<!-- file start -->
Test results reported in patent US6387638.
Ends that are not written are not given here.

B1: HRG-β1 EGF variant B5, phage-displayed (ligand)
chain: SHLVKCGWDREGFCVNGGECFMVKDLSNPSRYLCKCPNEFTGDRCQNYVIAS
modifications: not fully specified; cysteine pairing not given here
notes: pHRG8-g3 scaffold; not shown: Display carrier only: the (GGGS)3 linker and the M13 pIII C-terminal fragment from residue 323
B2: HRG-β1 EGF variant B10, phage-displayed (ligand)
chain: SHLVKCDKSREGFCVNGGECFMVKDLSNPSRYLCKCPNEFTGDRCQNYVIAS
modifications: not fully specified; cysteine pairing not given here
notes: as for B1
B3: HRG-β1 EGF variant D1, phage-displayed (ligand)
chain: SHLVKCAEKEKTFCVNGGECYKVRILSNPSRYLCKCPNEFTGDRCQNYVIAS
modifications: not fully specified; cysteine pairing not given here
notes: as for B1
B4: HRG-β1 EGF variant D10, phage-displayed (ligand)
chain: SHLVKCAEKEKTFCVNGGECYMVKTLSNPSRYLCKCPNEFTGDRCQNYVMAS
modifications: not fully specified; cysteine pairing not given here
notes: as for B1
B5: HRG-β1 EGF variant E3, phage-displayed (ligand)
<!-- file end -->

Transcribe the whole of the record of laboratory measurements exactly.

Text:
Test results reported in patent US6387638.
Ends that are not written are not given here.

B1: HRG-β1 EGF variant B5, phage-displayed (ligand)
chain: SHLVKCGWDREGFCVNGGECFMVKDLSNPSRYLCKCPNEFTGDRCQNYVIAS
modifications: not fully specified; cysteine pairing not given here
notes: pHRG8-g3 scaffold; not shown: Display carrier only: the (GGGS)3 linker and the M13 pIII C-terminal fragment from residue 323
B2: HRG-β1 EGF variant B10, phage-displayed (ligand)
chain: SHLVKCDKSREGFCVNGGECFMVKDLSNPSRYLCKCPNEFTGDRCQNYVIAS
modifications: not fully specified; cysteine pairing not given here
notes: as for B1
B3: HRG-β1 EGF variant D1, phage-displayed (ligand)
chain: SHLVKCAEKEKTFCVNGGECYKVRILSNPSRYLCKCPNEFTGDRCQNYVIAS
modifications: not fully specified; cysteine pairing not given here
notes: as for B1
B4: HRG-β1 EGF variant D10, phage-displayed (ligand)
chain: SHLVKCAEKEKTFCVNGGECYMVKTLSNPSRYLCKCPNEFTGDRCQNYVMAS
modifications: not fully specified; cysteine pairing not given here
notes: as for B1
B5: HRG-β1 EGF variant E3, phage-displayed (ligand)